Microsoft Names Tony Hey Corporate Vice President for Technical Computing

REDMOND, Wash. — May 17, 2005 — Microsoft Corp. today announced that Tony Hey is joining the company as a corporate vice president to coordinate the Technical Computing Initiative (TCI). Hey comes to Microsoft as one of the pre-eminent researchers in the field of parallel computing, most recently as director of the United Kingdom’s ambitious e-Science Initiative. Hey will report directly to Craig Mundie, chief technical officer and senior vice president for Advanced Strategies and Policy, and work across the company to coordinate Microsoft’s efforts to collaborate with the scientific community worldwide.

“We are excited to have a person of Tony’s stature within the global computational science community joining the company,” Mundie said. “Tony’s experience in applying computing technologies to scientific research will help Microsoft collaborate effectively with researchers worldwide in a variety of fields of engineering and science.”

Rick Rashid, senior vice president of Microsoft Research, said, “Microsoft Research has expanded its collaborations over the past few years to the broader scientific community through direct researcher-to-researcher collaborations and through other programs. Hey’s appointment will extend these relationships more broadly into the scientific community and enable broader engagement with Microsoft® research and development programs.”

As head of the School of Electronics and Computer Science at the University of Southampton, Hey helped build the department into one of the pre-eminent computer science research institutions in England. Since 2001, Hey has served as director of the U.K.’s e-Science Initiative, managing the government’s efforts to provide scientists and researchers with access to key computing technologies.

“Today computation plays a critical role in advancing research across almost every field of science, yet far too often scientists must build all their own programming infrastructures and research their own algorithms to help advance their research efforts,” Hey said. “By collaborating with the scientific community, I am confident that some of Microsoft’s advanced technologies can be used to accelerate their rate of discovery.”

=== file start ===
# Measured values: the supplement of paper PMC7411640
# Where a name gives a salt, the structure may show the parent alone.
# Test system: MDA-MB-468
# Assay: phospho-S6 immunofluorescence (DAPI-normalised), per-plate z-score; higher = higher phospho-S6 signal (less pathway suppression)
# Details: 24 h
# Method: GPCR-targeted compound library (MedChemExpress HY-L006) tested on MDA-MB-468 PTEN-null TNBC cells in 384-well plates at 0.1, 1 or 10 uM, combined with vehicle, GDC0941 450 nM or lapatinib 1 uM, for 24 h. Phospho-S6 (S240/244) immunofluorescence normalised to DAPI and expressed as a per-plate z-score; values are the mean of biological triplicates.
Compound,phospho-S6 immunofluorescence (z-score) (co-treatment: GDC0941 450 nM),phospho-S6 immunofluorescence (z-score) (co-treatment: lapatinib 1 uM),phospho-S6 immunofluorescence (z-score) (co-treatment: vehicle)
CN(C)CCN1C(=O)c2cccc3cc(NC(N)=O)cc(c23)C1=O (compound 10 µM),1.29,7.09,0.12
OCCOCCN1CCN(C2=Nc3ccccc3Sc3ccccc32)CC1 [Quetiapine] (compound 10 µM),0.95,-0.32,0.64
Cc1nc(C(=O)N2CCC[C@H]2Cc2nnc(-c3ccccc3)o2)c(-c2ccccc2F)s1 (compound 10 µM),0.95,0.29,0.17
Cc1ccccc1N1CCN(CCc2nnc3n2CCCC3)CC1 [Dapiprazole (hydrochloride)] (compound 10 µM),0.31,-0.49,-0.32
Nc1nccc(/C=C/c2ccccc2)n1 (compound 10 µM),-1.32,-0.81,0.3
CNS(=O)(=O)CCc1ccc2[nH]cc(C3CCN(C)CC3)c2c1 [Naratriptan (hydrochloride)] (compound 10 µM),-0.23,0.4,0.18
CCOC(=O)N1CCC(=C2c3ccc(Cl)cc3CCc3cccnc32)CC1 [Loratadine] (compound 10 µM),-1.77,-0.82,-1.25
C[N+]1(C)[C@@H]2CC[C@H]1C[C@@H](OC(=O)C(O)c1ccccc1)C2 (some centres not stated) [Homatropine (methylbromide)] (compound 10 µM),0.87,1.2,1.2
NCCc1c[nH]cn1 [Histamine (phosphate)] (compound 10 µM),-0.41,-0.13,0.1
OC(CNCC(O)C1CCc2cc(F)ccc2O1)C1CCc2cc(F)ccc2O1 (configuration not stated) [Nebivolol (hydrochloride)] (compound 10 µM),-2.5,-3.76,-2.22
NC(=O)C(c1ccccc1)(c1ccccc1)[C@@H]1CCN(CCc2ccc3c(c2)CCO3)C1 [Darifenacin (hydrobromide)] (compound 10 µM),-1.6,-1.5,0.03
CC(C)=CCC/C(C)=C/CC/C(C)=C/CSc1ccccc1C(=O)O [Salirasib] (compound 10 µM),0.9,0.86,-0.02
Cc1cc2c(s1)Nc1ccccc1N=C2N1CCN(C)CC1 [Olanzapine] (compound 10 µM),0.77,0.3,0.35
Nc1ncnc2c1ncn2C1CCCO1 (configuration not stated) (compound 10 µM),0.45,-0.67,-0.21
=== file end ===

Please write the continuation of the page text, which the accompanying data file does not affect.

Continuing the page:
Hey is also a fellow with the Royal Academy of Engineering, a member of the European Union’s Information Society Technology Advisory Group, and has been a member of several national committees in the United Kingdom, including committees for the U.K. Department of Trade and Industry and Office of Science and Technology. In addition, Hey has advised a number of countries, including China, Ireland, France and Switzerland, to help these nations advance their scientific agenda and become more competitive in the global technology economy. Hey received a Commander of the Order of the British Empire honor for services to science in the 2005 U.K. New Year’s Honours List.

Hey is a graduate of Oxford University with an undergraduate degree in physics and a doctorate in theoretical physics. Hey will officially join Microsoft on June 27, 2005.

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